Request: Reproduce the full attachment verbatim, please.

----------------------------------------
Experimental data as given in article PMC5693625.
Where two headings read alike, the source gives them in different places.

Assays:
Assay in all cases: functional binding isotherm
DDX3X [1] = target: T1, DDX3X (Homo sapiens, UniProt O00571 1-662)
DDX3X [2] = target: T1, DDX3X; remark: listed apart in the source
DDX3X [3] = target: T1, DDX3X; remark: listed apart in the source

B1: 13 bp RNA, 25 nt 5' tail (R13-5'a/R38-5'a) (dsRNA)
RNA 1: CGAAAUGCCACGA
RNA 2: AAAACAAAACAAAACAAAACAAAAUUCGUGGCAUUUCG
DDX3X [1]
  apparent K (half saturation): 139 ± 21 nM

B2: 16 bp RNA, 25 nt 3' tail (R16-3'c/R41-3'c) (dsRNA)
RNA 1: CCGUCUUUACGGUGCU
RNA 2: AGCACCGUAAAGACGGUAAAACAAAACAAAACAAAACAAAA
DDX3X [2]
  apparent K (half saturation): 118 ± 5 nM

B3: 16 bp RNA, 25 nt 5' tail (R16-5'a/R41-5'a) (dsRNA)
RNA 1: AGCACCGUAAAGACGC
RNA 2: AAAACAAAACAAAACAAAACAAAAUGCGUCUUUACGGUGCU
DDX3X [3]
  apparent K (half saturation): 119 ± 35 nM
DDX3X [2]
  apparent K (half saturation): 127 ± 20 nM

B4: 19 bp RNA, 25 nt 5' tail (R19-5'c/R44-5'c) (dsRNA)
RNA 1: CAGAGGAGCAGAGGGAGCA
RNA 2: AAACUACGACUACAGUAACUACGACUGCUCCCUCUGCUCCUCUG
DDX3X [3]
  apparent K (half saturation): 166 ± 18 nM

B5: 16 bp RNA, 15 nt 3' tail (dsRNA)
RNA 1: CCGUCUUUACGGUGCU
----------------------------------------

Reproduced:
Experimental data as given in article PMC5693625.
Where two headings read alike, the source gives them in different places.

Assays:
Assay in all cases: functional binding isotherm
DDX3X [1] = target: T1, DDX3X (Homo sapiens, UniProt O00571 1-662)
DDX3X [2] = target: T1, DDX3X; remark: listed apart in the source
DDX3X [3] = target: T1, DDX3X; remark: listed apart in the source

B1: 13 bp RNA, 25 nt 5' tail (R13-5'a/R38-5'a) (dsRNA)
RNA 1: CGAAAUGCCACGA
RNA 2: AAAACAAAACAAAACAAAACAAAAUUCGUGGCAUUUCG
DDX3X [1]
  apparent K (half saturation): 139 ± 21 nM

B2: 16 bp RNA, 25 nt 3' tail (R16-3'c/R41-3'c) (dsRNA)
RNA 1: CCGUCUUUACGGUGCU
RNA 2: AGCACCGUAAAGACGGUAAAACAAAACAAAACAAAACAAAA
DDX3X [2]
  apparent K (half saturation): 118 ± 5 nM

B3: 16 bp RNA, 25 nt 5' tail (R16-5'a/R41-5'a) (dsRNA)
RNA 1: AGCACCGUAAAGACGC
RNA 2: AAAACAAAACAAAACAAAACAAAAUGCGUCUUUACGGUGCU
DDX3X [3]
  apparent K (half saturation): 119 ± 35 nM
DDX3X [2]
  apparent K (half saturation): 127 ± 20 nM

B4: 19 bp RNA, 25 nt 5' tail (R19-5'c/R44-5'c) (dsRNA)
RNA 1: CAGAGGAGCAGAGGGAGCA
RNA 2: AAACUACGACUACAGUAACUACGACUGCUCCCUCUGCUCCUCUG
DDX3X [3]
  apparent K (half saturation): 166 ± 18 nM

B5: 16 bp RNA, 15 nt 3' tail (dsRNA)
RNA 1: CCGUCUUUACGGUGCU